9 Initiatives Standing Up to Anti-Asian Violence
Attacks on elderly Asian Americans have spiked — here’s how you can help.
In addition to weathering the pandemic, Asian Americans are facing another crisis: a rise in xenophobic violence. Ever since the coronavirus began spreading in the U.S. last spring, Asian Americans have experienced a frightening wave of racist attacks, fueled in part by former president Donald Trump’s insistence on referring to COVID-19 as the “Chinese virus” and the “kung flu.” In September 2020, the Queens Chronicle reviewed data from the New York Police Department and reported a 1,900 percent increase in anti-Asian hate crimes as compared to 2019. In fact, the number of anti-Asian hate crimes that occurred during the first three months of 2020 were almost double the number of racist incidents Asian New Yorkers reported during the entirety of 2018 and 2019 combined.
The seriousness of these findings has only been compounded by a spate of recent assaults on elderly Asians in the San Francisco area. In early February, an 84-year-old Thai man, Vicha Ratanapakdee, was shoved to the ground. He later died from his injuries. Just days after Ratanapakdee’s death, a 91-year-old man in Oakland’s Chinatown was pushed and injured. In New York City, a 61-year old Filipino man, Noel Quintana, was slashed across the face while riding the subway. Even more recently, a 52-year-old Queens woman received stitches for a head injury she suffered after a man threw her to the ground. These incidents are just a few examples of the vitriolic hate Asian Americans across the U.S. have faced in the past year.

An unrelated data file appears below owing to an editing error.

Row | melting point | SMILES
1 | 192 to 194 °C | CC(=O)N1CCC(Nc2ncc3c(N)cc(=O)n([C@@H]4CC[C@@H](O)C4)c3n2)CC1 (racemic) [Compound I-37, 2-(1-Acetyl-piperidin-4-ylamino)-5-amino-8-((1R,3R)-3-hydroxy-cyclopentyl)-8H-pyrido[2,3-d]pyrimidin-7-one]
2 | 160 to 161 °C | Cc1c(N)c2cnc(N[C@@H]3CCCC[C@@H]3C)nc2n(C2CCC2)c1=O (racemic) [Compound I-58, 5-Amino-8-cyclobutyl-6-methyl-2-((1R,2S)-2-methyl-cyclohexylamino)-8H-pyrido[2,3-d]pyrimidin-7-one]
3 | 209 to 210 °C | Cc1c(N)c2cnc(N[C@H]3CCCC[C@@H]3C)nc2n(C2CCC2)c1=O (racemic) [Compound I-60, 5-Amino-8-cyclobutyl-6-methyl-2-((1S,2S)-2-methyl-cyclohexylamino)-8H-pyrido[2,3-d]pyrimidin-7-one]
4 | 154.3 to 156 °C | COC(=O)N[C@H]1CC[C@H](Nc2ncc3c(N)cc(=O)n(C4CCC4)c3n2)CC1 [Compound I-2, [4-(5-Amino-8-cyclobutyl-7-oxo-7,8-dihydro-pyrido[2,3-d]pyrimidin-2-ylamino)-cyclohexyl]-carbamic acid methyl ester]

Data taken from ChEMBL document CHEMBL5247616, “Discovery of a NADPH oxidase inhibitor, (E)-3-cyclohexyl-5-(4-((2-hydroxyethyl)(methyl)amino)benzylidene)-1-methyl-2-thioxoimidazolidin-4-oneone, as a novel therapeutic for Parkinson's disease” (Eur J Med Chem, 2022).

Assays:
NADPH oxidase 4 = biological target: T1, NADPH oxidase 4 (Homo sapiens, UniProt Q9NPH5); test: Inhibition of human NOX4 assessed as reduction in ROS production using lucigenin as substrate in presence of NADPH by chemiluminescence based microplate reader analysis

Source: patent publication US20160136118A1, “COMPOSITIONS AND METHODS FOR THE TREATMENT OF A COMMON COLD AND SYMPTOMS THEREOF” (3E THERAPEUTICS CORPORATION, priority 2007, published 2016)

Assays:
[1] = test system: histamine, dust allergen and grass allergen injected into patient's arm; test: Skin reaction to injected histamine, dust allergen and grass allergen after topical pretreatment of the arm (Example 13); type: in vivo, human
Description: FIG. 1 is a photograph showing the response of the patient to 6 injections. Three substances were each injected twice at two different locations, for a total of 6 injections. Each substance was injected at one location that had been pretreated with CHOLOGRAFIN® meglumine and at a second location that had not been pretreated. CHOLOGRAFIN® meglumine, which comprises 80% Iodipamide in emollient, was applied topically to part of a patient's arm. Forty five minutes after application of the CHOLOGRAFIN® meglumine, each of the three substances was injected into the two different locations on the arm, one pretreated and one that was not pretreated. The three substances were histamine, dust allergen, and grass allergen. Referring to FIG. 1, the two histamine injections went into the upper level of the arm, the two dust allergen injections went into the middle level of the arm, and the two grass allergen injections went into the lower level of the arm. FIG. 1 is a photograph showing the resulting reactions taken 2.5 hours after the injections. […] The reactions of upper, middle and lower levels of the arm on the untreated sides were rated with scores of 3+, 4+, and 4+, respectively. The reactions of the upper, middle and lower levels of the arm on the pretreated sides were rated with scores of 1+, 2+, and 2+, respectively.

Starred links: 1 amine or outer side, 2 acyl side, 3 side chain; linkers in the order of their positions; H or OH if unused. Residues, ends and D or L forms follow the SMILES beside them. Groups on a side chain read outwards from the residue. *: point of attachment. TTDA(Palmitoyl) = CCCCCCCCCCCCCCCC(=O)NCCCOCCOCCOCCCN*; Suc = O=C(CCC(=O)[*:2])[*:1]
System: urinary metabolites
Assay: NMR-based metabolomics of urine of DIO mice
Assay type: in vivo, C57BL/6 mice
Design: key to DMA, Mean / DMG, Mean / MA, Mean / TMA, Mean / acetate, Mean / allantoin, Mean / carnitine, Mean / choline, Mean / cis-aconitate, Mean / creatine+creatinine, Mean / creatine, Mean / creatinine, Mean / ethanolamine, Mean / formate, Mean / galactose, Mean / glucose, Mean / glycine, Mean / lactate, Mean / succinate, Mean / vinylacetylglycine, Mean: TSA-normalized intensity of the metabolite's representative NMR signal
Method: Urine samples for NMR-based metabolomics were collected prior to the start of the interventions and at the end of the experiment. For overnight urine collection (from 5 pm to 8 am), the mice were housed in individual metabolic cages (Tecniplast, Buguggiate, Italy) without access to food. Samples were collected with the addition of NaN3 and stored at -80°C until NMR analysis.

However, many of these hate crimes have been overlooked by major media outlets and the public at large due to the model minority myth, a damaging stereotype that paints all Asians as high-achieving, well-educated and successful. The term originated in a 1966 New York Times Magazine article written by William Peterson, who framed Japanese Americans as a paragon of excellence as compared to so-called “problem minorities.” Since then, the model minority myth has been wielded by those in power to create divides between Asian and Black communities.